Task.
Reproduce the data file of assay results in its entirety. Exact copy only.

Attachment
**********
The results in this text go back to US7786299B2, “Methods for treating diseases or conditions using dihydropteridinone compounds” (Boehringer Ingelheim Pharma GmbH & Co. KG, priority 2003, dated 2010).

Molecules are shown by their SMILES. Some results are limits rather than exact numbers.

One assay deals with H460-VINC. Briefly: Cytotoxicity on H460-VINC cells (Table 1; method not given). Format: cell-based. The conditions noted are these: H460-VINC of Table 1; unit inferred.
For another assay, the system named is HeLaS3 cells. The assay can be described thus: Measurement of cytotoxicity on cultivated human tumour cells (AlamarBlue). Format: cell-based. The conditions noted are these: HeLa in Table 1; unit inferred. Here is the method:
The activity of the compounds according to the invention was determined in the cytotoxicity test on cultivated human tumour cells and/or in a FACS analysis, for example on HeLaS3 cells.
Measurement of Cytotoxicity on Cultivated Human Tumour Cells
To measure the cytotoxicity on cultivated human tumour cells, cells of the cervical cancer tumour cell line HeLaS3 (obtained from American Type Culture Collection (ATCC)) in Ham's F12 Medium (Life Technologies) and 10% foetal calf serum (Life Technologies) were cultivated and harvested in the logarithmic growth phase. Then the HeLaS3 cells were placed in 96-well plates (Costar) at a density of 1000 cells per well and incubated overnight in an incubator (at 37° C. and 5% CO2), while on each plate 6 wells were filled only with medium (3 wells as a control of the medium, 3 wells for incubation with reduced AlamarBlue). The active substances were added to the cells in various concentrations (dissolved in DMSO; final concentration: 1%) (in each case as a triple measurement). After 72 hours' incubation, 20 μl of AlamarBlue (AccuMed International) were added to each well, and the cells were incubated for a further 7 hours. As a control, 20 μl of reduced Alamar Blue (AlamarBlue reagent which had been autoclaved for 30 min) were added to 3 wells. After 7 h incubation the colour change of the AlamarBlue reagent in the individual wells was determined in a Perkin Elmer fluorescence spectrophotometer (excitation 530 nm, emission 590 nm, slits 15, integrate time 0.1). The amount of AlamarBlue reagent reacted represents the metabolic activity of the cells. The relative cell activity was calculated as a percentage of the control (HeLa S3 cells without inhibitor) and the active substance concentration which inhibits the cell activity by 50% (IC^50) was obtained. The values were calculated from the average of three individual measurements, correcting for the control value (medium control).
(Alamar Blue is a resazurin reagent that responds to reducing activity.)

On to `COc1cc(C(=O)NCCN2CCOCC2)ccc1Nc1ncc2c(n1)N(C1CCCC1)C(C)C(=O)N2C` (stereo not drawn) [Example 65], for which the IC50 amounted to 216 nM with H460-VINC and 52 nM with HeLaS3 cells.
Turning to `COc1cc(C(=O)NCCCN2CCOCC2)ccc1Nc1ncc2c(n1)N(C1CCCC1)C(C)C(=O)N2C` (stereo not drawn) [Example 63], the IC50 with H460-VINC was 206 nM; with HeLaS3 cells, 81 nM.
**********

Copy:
The results in this text go back to US7786299B2, “Methods for treating diseases or conditions using dihydropteridinone compounds” (Boehringer Ingelheim Pharma GmbH & Co. KG, priority 2003, dated 2010).

Molecules are shown by their SMILES. Some results are limits rather than exact numbers.

One assay deals with H460-VINC. Briefly: Cytotoxicity on H460-VINC cells (Table 1; method not given). Format: cell-based. The conditions noted are these: H460-VINC of Table 1; unit inferred.
For another assay, the system named is HeLaS3 cells. The assay can be described thus: Measurement of cytotoxicity on cultivated human tumour cells (AlamarBlue). Format: cell-based. The conditions noted are these: HeLa in Table 1; unit inferred. Here is the method:
The activity of the compounds according to the invention was determined in the cytotoxicity test on cultivated human tumour cells and/or in a FACS analysis, for example on HeLaS3 cells.
Measurement of Cytotoxicity on Cultivated Human Tumour Cells
To measure the cytotoxicity on cultivated human tumour cells, cells of the cervical cancer tumour cell line HeLaS3 (obtained from American Type Culture Collection (ATCC)) in Ham's F12 Medium (Life Technologies) and 10% foetal calf serum (Life Technologies) were cultivated and harvested in the logarithmic growth phase. Then the HeLaS3 cells were placed in 96-well plates (Costar) at a density of 1000 cells per well and incubated overnight in an incubator (at 37° C. and 5% CO2), while on each plate 6 wells were filled only with medium (3 wells as a control of the medium, 3 wells for incubation with reduced AlamarBlue). The active substances were added to the cells in various concentrations (dissolved in DMSO; final concentration: 1%) (in each case as a triple measurement). After 72 hours' incubation, 20 μl of AlamarBlue (AccuMed International) were added to each well, and the cells were incubated for a further 7 hours. As a control, 20 μl of reduced Alamar Blue (AlamarBlue reagent which had been autoclaved for 30 min) were added to 3 wells. After 7 h incubation the colour change of the AlamarBlue reagent in the individual wells was determined in a Perkin Elmer fluorescence spectrophotometer (excitation 530 nm, emission 590 nm, slits 15, integrate time 0.1). The amount of AlamarBlue reagent reacted represents the metabolic activity of the cells. The relative cell activity was calculated as a percentage of the control (HeLa S3 cells without inhibitor) and the active substance concentration which inhibits the cell activity by 50% (IC^50) was obtained. The values were calculated from the average of three individual measurements, correcting for the control value (medium control).
(Alamar Blue is a resazurin reagent that responds to reducing activity.)

On to `COc1cc(C(=O)NCCN2CCOCC2)ccc1Nc1ncc2c(n1)N(C1CCCC1)C(C)C(=O)N2C` (stereo not drawn) [Example 65], for which the IC50 amounted to 216 nM with H460-VINC and 52 nM with HeLaS3 cells.
Turning to `COc1cc(C(=O)NCCCN2CCOCC2)ccc1Nc1ncc2c(n1)N(C1CCCC1)C(C)C(=O)N2C` (stereo not drawn) [Example 63], the IC50 with H460-VINC was 206 nM; with HeLaS3 cells, 81 nM.